It is said that no one goes into the shop intending to stay there. This was true thirty-five or forty-five years ago, and it is true today. Always the workers intend to work a year or two, put some money away, and get out. Many dream of going into business for themselves. But many stay in the plants. “Once you get in, it’s hard to get out, you know,” says a Ford worker, “because you have a wife and a family and this is your means of support.” A GM worker: “You get about ten or twelve years in, and you get to thinking about getting out. But like myself, I don’t have any training for any other kind of job.”

Irving Bluestone, director of the UAW’s GM Department: “I just can’t imagine that a worker [on the assembly line] can take pride in what he’s doing. Just putting on nuts and bolts, you know, what the hell kind of pride can you take in that?”

Ken Bannon, head of the UAW’s Ford Department: “You’re fighting this iron tiger. You’re handcuffed to it. You don’t get a fair chance at it. And every so often the big man comes over with his key, and unhandcuffs you, and then you can go get a cup of coffee or have a little break.” Pounding the table, Bannon says, “You’re actually handcuffed there . . . when that car comes down you better be there; you can’t be at the water fountain, you can’t be on the john, you can’t be having a snack. You are handcuffed to that line because when that product comes to you. brother, you better be there.”

A Cadillac worker: “You walk in the plant in the morning, and the smell. As soon as you get to the door, you say, ‘What am I coming here for? I’m crazy.'” A fellow worker: “You follow that iron horse”—the assembly line—“all day, and your ass is dragging when you walk out.”A supervisor at a GM Pontiac plant says of the assembly-line worker: “You don’t think . . . you’re just an automated puppet.” Another GM worker: “That’s all I’m working for— my paycheck and retirement.”

At Chrysler Corporation’s Dodge Main plant, a member of a militant black union group: “Black workers, they work on the dirtiest, greasiest, nastiest, filthiest, noisiest jobs. You go find the dirtiest, greasiest, nastiest, filthiest jobs, and that’s where you’ll find the black man.” The UAW’s Bannon says of the assembly line: “It’s a beast. It’s an ugly, ugly, ugly beast.” Frank Runnels, president of the UAW Local 22: “A guy would have to be a freak to enjoy a life like this.”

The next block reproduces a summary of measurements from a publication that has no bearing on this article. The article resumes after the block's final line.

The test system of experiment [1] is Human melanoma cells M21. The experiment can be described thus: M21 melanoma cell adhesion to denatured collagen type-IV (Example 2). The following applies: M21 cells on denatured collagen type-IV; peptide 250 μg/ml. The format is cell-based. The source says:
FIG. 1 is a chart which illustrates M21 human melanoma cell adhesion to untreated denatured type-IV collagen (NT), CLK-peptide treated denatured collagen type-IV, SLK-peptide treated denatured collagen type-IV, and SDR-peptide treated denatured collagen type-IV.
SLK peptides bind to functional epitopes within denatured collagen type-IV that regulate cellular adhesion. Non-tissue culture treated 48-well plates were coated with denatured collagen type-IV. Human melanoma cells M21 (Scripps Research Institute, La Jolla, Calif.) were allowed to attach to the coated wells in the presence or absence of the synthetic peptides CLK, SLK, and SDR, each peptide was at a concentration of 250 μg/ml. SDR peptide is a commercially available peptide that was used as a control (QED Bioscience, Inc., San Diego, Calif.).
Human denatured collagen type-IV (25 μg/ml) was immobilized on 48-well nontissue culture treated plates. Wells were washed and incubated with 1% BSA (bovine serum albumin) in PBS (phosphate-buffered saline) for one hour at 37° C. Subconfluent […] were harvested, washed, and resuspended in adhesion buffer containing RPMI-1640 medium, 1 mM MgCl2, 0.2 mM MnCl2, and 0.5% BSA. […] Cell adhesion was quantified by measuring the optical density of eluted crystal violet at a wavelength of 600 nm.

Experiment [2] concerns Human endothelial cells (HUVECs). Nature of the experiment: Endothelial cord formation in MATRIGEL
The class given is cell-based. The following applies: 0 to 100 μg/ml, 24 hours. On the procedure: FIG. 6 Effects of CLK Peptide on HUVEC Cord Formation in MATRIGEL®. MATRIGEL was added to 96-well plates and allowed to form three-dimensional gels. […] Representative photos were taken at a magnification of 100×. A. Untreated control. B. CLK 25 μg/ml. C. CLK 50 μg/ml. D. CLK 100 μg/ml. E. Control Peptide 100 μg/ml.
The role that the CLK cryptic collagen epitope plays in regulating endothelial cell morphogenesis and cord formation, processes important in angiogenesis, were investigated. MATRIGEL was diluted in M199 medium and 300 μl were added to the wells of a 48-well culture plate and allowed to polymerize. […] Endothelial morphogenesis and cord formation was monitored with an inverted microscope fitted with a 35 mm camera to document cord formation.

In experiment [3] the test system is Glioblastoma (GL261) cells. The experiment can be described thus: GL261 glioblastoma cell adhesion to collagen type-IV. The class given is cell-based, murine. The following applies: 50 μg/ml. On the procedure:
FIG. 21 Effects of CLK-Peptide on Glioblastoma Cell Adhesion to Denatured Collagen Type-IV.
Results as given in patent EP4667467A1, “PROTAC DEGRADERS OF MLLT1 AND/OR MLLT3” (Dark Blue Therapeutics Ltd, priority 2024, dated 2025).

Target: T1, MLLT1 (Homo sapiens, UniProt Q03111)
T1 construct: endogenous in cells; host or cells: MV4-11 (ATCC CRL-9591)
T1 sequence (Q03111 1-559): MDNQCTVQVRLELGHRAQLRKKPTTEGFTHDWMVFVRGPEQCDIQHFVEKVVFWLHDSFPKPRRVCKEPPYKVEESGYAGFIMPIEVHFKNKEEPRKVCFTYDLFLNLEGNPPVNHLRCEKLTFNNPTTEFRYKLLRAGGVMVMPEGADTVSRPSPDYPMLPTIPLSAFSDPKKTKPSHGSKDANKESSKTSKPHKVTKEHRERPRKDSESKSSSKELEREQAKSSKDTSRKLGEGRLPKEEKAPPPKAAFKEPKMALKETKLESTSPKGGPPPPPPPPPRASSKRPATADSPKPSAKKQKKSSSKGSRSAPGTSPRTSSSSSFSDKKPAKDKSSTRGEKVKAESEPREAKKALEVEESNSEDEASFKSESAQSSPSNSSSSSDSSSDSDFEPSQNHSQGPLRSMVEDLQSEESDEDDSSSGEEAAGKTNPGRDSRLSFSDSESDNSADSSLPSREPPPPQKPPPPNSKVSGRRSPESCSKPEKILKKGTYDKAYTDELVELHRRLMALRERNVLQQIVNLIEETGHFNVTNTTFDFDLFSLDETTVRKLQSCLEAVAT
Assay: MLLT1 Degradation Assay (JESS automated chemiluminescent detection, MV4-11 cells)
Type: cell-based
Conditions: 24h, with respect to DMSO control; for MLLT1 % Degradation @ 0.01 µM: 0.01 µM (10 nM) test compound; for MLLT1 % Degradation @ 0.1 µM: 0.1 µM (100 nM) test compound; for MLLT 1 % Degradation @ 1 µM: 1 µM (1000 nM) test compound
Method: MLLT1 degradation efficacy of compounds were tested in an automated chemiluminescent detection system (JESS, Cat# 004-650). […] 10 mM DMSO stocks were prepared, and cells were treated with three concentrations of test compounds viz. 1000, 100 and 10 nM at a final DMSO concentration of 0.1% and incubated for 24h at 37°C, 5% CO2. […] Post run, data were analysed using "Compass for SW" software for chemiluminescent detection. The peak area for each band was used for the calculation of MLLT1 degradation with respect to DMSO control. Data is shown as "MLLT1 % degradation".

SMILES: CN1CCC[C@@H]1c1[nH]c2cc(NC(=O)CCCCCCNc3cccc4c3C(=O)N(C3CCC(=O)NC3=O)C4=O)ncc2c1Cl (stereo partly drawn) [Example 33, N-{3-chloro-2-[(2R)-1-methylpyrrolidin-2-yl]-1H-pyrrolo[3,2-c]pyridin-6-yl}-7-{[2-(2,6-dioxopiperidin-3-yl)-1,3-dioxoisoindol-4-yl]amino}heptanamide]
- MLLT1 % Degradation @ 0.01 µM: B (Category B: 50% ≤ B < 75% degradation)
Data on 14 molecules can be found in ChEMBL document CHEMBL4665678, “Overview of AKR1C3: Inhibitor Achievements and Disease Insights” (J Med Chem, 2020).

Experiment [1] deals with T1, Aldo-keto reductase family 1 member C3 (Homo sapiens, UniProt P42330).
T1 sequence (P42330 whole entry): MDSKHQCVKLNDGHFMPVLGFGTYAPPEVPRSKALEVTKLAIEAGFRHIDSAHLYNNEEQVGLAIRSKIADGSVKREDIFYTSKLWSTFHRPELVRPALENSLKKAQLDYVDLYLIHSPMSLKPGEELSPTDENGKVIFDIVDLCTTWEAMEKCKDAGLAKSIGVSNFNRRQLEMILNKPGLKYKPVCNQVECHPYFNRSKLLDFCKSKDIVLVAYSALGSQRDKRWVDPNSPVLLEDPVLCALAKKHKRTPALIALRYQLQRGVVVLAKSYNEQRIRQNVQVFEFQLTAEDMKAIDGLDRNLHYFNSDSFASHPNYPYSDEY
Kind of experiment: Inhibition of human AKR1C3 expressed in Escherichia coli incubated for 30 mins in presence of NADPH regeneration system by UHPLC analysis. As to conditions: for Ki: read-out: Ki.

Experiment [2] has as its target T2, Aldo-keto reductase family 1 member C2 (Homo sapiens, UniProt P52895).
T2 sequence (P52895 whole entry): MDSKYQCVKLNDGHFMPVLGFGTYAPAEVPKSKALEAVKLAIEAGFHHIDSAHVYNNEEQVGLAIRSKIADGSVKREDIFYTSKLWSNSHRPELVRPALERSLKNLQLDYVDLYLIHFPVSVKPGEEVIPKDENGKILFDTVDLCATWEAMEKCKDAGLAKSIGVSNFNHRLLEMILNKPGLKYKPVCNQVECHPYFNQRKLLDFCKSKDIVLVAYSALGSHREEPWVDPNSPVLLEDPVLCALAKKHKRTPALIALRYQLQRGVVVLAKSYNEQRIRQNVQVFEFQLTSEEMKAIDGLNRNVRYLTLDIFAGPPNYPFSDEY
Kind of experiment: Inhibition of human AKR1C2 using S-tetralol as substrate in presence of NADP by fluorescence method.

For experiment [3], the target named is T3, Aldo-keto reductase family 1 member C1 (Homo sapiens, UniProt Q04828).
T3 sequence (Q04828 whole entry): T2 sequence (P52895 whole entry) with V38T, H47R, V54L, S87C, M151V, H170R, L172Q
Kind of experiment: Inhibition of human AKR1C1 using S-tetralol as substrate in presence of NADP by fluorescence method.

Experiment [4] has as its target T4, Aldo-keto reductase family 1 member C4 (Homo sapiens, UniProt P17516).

One UAW woman says she enjoyed the several years she worked on a transmission assembly line: “It was the cleanest place in our plant. It was air-conditioned . . . the floors were cleaner too. Some people say just standing there day after day can be terribly monotonous, which it is—if you think about it. The only thing I found . . . was you can’t stand there and think about what you’re doing. . . . But after you’ve once become accustomed to the job you can plan your vacation, you can plan your children’s college, you can plan your housework, you can plan all your outside activities . . . while you are working away.”

Automation has certainly eased some of the work. Irving Bluestone, who for years served as Walter Reuther’s intellectual-inresidence: “In the machine shops, the feeder plants, the stamping plants, you would recognize the difference over the past generation of workers . . . because here the major technological advances have taken place.”

GM’s Bramblett, who worked on an engine assembly line at GM from 1928 to 1934: “We have engineered out of existence a lot of disagreeable jobs. When I worked on the line we handled the crankshaft by hand, and in a six-cylinder engine that weighed sixty-nine pounds. We had no lifting devices. We picked them up in our hands, moved them to a fixture for checking, and put them in. Nowadays all the cranks are handled with lifting devices, counterbalances. So you can tiptoe them around, and you don’t really have to exert a lot of physical energy.”

Bramblett goes on: “Another thing that comes to mind is the polishing of paint on a finished car. You had a big rag wheel and an electric motor that was quite heavy . . . it turned, rotated. There was polish on it. This created wind, dust. It was quite a hard physical job. Modern-day paint techniques do not require that anymore. . . . I’m not suggesting that a factory is a lounge. It’s a workplace. But I would say there are a lot of heavy lifting jobs, disagreeable jobs, nasty jobs, that have been improved.”